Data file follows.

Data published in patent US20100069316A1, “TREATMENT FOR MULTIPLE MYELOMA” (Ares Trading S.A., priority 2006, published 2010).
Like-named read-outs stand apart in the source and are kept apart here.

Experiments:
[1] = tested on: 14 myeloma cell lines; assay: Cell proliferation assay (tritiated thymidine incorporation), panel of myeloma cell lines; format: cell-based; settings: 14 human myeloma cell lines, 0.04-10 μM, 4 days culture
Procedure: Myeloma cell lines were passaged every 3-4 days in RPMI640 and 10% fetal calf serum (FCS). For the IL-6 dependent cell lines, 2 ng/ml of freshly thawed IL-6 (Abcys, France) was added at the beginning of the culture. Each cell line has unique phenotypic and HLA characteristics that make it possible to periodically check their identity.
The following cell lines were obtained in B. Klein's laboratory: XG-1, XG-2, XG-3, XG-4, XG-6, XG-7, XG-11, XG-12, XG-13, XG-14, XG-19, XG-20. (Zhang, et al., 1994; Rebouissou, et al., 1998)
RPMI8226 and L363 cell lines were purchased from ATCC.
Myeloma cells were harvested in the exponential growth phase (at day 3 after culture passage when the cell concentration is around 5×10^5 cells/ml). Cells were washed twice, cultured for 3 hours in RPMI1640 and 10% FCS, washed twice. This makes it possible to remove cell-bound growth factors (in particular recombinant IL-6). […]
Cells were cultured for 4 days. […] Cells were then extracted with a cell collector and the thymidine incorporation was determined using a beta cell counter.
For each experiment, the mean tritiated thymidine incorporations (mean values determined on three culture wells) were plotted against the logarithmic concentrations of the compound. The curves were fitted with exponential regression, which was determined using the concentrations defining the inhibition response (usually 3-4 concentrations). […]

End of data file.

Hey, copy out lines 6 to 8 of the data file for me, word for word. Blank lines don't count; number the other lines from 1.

The following cell lines were obtained in B. Klein's laboratory: XG-1, XG-2, XG-3, XG-4, XG-6, XG-7, XG-11, XG-12, XG-13, XG-14, XG-19, XG-20. (Zhang, et al., 1994; Rebouissou, et al., 1998)
RPMI8226 and L363 cell lines were purchased from ATCC.
Myeloma cells were harvested in the exponential growth phase (at day 3 after culture passage when the cell concentration is around 5×10^5 cells/ml). Cells were washed twice, cultured for 3 hours in RPMI1640 and 10% FCS, washed twice. This makes it possible to remove cell-bound growth factors (in particular recombinant IL-6). […]